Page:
Melissa Westbrook said...

(I only asked if Fighting for Kids was new because he/she said I always think I'm right and know best. That is simply not true.)

Yes, I know we have a problem with a few posts who circle back to one issue. And, everyone has been warned about staying on topic (or they may have comments deleted for getting off topic). I agree it is not always an easy read AND I think that sometimes people come out swinging when there's no need.

But I've said it and Charlie has said it, we are open to all opinions. However, if we ask you what you base your opinion on, don't take it as an attack. We are genuinely interested in learning anything new.

gavroche said...

It strikes me that some commenters on this particular thread (reader, Fighting4K) are trying to redefine and conform this blog according to their own personal parameters. I find that rather hypocritical, since that is what they appear to be accusing others of doing.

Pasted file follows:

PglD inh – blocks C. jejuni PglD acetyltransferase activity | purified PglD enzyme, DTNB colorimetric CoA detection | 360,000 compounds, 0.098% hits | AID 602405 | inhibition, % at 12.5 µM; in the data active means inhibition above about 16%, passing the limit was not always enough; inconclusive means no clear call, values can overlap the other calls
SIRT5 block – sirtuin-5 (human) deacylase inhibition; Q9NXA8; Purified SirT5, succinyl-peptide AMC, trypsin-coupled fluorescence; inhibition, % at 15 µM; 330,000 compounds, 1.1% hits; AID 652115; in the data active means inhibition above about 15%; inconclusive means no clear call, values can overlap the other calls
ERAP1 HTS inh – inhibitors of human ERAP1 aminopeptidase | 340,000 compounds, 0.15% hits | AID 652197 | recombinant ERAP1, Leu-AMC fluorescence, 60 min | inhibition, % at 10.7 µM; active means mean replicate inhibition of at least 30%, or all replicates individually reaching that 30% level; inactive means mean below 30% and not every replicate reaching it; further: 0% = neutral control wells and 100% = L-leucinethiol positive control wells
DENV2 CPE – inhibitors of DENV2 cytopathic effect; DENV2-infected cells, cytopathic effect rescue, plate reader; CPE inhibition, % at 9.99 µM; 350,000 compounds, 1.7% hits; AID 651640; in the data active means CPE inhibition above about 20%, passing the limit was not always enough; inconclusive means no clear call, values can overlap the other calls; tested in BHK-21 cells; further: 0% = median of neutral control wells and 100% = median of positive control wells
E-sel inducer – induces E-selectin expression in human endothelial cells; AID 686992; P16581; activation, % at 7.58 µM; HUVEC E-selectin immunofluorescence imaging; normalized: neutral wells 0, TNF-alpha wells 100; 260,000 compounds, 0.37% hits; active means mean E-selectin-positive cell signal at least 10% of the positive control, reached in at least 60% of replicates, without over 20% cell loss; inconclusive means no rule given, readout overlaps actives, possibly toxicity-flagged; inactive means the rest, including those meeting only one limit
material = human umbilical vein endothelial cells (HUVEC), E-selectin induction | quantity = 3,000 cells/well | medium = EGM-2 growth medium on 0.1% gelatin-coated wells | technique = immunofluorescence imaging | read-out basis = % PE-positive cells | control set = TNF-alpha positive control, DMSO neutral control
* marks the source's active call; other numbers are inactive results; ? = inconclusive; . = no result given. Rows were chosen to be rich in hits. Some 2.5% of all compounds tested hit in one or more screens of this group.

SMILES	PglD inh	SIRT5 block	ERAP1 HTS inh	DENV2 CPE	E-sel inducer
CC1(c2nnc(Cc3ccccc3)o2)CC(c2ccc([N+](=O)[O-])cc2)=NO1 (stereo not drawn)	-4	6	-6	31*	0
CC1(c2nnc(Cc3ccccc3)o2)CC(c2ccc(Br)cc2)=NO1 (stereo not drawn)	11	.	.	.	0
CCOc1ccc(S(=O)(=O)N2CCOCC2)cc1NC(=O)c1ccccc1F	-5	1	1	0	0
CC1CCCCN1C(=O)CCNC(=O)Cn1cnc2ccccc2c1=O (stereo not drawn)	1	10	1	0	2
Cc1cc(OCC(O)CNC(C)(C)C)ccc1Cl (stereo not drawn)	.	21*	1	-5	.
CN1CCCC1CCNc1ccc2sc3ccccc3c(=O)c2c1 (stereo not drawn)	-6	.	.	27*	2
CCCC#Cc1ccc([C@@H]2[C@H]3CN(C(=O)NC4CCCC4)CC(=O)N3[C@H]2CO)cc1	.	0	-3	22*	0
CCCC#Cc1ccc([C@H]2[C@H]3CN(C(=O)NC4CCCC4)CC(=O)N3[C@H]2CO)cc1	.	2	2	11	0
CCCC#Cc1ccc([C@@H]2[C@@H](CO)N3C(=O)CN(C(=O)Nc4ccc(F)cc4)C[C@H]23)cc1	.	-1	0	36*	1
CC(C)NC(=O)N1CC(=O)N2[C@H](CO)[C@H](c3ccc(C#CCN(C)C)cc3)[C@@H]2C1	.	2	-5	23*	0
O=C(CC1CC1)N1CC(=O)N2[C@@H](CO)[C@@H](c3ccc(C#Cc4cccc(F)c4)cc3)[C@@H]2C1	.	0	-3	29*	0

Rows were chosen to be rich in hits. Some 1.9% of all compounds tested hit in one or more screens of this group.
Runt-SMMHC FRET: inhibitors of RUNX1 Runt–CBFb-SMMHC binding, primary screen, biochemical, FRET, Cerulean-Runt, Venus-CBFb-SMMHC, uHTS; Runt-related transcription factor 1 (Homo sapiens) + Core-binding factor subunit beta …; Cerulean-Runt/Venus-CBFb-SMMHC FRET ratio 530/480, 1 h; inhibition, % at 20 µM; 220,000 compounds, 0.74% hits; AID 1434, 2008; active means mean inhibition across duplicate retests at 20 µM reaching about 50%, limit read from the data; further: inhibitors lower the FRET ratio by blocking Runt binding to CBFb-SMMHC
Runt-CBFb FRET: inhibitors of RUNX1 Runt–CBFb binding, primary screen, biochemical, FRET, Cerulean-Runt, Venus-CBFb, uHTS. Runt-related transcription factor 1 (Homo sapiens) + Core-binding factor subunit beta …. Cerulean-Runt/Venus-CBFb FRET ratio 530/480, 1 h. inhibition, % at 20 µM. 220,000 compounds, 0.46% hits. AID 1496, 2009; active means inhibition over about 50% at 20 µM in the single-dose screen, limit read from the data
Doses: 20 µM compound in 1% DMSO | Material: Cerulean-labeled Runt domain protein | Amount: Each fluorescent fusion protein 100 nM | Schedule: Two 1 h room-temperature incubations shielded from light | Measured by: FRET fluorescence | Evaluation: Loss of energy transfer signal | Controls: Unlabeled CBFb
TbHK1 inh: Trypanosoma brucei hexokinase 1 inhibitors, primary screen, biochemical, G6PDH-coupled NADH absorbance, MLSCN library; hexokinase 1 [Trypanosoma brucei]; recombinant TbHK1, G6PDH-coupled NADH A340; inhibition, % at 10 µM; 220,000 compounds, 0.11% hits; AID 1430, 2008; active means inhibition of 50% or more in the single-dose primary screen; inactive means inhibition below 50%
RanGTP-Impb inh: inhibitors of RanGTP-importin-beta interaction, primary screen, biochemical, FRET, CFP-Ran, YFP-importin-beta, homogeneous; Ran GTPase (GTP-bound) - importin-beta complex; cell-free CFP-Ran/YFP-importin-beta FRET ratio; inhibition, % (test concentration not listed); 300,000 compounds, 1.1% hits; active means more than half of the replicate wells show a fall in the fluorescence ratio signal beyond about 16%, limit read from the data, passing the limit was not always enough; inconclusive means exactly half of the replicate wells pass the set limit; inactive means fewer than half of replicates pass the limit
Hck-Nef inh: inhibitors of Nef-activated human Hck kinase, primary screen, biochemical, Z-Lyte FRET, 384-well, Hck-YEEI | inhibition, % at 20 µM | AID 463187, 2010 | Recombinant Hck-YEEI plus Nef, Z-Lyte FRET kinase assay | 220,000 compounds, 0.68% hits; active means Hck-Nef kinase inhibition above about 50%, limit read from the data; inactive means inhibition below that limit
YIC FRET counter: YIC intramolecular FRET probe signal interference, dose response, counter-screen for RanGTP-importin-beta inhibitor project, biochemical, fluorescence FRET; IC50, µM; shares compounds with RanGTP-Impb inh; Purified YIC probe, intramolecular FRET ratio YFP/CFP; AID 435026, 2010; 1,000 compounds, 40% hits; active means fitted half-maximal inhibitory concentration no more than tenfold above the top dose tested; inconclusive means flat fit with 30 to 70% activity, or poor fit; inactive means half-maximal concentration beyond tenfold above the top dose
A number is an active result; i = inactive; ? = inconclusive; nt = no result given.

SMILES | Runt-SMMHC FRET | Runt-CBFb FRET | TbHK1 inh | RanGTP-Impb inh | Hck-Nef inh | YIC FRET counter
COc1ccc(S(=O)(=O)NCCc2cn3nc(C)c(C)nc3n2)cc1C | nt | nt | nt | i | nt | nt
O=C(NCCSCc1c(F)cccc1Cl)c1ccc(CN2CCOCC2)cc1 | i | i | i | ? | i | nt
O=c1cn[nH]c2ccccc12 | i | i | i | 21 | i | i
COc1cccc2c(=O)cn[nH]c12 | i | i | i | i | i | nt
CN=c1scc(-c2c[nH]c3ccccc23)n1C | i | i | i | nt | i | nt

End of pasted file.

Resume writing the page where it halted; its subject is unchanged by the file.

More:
If the subject matter and perspectives on this blog have "changed" in recent years, so too has the national dialog about education, so that makes sense.

If some of the issues that are brought up on this blog are bothersome or uncomfortable to some readers here, that too is a logical consequence of the fact that the current national phase of "education reform" has many troubling elements.

These need to be discussed and understood, especially since we parents -- the ones with the most at stake in our schools -- are not being included in the "ed reform" decisions or agenda, and the local media is doing a lousy job of honestly covering the many facets of public education and ed reform.

Reader -- your dismissive comment about SPS parent contributions to their schools amounting to nothing more than "pencil-sharpening skills" is beyond offensive.

It also serves to highlight the very arrogance and ignorance of those who think that people with a lot of money (like Gates, Broad et al) have more to offer our kids' schools than those of us who have given hours of our own time, our knowledge, our passion, one-on-one attention to the kids, huge organizing efforts for fundraising, and basically countless unglamourous tasks and efforts that help keep our schools afloat on a daily basis. Without parent input, without PTA resources and efforts, our public schools would, by and large, be in a pretty sorry state.

I'll take 'helicopter parents' any day over bulldozing 'venture philathropists' with agendas and zero background in education and zero connection to my kids.